I'm going to repeat what some of the answerers here have said (they're all good answers) in the hopes of providing an answer that is somewhat comprehensive.

  1. While the included documentation is spotty in places, the core documentation contains several helpful and brief introductions to the basic concepts in Twisted. Especially, see Using Deferreds, Writing Clients and Writing Servers.
  2. Also, the API documentation - especially the documentation in interface modules - is increasingly thorough and coherent with each subsequent release.
  3. If you're interested in a higher-level description of Twisted's goals and design so you know how to approach some of this other documentation, I co-authored a paper presented at USENIX 2003 with Itamar Turner-Trauring.
  4. Twisted's FAQ is also a bit meandering, but may help you with many stumbling blocks that people hit when working their way through introductory material.
  5. The O'Reilly book about Twisted has some great examples which may further elucidate core concepts like Deferreds and the Reactor.
  6. Jean-Paul Calderone's "Twisted Web In 60 Seconds" tutorials are a good introduction to the somewhat higher-level twisted.web, of course, but you will also see lots of useful patterns repeated throughout which may be useful to you in whatever application you're writing.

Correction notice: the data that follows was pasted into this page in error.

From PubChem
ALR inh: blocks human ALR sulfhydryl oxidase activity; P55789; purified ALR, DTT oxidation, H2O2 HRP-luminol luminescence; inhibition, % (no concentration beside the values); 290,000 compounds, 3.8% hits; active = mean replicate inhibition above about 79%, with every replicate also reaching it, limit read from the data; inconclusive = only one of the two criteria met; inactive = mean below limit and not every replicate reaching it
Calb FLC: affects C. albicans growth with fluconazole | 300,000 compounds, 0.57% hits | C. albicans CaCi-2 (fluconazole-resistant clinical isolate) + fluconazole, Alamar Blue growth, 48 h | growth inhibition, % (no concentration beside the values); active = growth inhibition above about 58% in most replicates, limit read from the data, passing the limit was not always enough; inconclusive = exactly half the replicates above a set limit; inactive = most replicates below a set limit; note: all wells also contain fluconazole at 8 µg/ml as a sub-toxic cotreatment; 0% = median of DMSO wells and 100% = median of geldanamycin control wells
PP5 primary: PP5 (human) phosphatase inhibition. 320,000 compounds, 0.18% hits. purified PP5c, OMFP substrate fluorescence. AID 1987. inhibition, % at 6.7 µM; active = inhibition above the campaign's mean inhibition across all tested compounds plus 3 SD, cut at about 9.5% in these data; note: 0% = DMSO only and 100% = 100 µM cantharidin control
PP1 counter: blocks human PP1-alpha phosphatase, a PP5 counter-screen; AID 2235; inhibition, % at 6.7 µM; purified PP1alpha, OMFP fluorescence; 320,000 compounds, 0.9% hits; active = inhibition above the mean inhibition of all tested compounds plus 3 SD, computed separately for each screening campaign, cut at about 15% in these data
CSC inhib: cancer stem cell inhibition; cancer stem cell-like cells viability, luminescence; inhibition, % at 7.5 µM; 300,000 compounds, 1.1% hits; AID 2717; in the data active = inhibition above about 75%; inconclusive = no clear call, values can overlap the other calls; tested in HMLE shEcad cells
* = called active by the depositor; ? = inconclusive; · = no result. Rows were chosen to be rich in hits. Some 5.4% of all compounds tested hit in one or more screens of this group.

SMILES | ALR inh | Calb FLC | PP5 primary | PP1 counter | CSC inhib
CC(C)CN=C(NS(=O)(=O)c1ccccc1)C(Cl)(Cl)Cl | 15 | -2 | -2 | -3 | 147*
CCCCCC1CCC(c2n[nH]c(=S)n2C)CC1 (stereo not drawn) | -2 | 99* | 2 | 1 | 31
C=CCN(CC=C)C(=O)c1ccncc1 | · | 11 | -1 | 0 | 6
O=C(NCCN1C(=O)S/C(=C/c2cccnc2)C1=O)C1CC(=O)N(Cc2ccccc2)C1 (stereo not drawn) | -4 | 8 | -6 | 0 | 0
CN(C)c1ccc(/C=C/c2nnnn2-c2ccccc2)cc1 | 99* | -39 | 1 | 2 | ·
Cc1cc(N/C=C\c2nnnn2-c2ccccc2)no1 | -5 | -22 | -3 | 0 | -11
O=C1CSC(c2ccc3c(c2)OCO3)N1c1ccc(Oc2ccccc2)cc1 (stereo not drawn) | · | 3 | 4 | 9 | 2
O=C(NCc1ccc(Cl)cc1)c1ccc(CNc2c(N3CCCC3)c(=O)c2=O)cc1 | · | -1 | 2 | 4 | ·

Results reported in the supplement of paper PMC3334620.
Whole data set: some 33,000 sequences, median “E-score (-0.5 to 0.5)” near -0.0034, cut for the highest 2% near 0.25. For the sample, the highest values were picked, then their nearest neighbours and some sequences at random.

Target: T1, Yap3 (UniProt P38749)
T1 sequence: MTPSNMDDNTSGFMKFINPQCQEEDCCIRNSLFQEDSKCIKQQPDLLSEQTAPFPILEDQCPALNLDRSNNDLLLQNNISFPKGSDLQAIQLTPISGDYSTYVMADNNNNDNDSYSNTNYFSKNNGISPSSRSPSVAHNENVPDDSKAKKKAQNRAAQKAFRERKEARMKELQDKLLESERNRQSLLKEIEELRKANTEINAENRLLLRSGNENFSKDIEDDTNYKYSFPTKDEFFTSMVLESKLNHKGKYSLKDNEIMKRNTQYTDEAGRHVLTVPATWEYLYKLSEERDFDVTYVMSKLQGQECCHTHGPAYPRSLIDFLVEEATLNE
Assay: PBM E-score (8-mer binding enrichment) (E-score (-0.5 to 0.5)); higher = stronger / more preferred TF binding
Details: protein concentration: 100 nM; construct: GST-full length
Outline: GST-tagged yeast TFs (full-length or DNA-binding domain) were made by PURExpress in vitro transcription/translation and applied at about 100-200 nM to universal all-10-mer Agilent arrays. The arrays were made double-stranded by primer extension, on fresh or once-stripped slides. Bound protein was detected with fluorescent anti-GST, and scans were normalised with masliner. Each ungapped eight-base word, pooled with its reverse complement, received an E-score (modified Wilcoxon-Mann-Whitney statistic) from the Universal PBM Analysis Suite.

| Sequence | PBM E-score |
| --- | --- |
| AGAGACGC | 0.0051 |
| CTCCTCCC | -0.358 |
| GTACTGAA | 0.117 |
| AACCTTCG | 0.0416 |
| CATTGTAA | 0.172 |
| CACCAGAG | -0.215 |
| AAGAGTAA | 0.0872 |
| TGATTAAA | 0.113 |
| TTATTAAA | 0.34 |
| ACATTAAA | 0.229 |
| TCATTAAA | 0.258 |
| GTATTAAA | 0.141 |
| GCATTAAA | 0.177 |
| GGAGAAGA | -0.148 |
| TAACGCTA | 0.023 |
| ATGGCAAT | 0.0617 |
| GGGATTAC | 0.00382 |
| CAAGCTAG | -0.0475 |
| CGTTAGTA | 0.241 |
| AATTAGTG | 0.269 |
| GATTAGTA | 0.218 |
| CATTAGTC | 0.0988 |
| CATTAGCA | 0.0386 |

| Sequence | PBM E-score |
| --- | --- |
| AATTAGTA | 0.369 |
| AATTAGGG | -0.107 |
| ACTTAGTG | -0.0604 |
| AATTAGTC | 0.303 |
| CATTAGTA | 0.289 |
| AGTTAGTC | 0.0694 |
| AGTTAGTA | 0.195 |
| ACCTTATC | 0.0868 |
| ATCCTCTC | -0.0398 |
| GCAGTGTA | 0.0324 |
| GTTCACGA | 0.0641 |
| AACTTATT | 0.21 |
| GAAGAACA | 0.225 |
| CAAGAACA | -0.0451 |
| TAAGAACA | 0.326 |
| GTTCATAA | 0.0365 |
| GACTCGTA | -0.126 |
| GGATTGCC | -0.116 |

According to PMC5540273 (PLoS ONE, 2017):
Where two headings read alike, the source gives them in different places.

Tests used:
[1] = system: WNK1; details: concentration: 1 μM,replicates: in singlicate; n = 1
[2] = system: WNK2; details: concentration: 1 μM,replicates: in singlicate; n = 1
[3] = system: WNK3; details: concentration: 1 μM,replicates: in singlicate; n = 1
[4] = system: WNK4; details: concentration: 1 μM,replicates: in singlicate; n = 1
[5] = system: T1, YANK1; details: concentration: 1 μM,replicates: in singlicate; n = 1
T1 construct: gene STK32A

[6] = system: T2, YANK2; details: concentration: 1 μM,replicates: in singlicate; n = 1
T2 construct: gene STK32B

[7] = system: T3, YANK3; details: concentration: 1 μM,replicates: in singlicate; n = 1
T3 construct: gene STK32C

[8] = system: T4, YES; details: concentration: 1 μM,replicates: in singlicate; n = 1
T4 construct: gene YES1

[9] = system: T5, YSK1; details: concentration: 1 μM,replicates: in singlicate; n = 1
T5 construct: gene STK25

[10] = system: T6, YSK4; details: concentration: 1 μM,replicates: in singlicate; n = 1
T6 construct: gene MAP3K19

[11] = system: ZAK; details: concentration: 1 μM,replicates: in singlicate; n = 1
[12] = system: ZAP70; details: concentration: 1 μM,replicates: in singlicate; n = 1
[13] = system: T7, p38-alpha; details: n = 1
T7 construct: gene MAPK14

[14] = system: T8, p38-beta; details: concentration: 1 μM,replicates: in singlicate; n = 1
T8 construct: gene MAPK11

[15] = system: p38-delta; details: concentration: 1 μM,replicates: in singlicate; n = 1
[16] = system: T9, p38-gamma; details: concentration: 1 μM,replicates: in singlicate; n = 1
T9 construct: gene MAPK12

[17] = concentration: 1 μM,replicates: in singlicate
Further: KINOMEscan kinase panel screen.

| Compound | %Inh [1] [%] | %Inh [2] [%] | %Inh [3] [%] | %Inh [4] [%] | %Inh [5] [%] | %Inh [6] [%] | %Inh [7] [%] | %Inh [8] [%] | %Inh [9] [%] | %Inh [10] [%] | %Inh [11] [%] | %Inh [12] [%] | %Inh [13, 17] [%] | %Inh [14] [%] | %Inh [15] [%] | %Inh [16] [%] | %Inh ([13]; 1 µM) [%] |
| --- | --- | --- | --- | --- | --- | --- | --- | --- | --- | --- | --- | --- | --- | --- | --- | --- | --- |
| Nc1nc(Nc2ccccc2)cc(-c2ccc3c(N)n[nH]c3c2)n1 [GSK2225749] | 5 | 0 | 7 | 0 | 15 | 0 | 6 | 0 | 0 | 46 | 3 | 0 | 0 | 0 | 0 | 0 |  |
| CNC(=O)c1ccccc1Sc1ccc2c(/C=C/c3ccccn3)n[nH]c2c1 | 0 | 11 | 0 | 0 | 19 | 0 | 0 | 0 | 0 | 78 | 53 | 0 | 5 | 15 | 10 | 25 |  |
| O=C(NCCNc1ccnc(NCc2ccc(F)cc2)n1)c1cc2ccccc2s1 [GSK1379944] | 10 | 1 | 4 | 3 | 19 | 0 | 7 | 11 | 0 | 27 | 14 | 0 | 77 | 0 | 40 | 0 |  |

7. I have written a pair of articles on building-blocks used within Twisted, to deal with the filesystem and to load plugins.
  8. Last but certainly not least, Dave Peticolas's modestly titled "Twisted Intro" is a very comprehensive description, with diagrams and anecdotes, on the introductory material that so many people have difficulty with.

Please also note that all new functionality comes with new API (i.e. reference) documentation; we hope that this will make it more reasonable for people with technical writing skills to write documentation without having to struggle through even understanding what the method names mean.

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The Twisted Intro by Dave Peticolas is an amazing overview of Twisted from the ground up. It starts simple and then starts getting deeper and deeper while explaining everything along the way.

I've been using Twisted for years and found this intro to fill in all those gaps I was missing and shed light on the whole thing. Definitely worth your time to check it out!

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Check Twisted Web in 60 seconds by Jean-Paul Calderone!

But, honestly, the Twisted's official documentation is not perfect but I'll not call it disgusting. There's a lot of valuable info in it.

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Yep, fair cop. It was needlessly inflammatory. I've changed it, but not too much. It is pretty bad in places. –  Shabbyrobe Jun 5 '10 at 2:33

There's the O'Reilly book Twisted Network Programming Essentials.

I have not read it, but the ToC looks nice enough.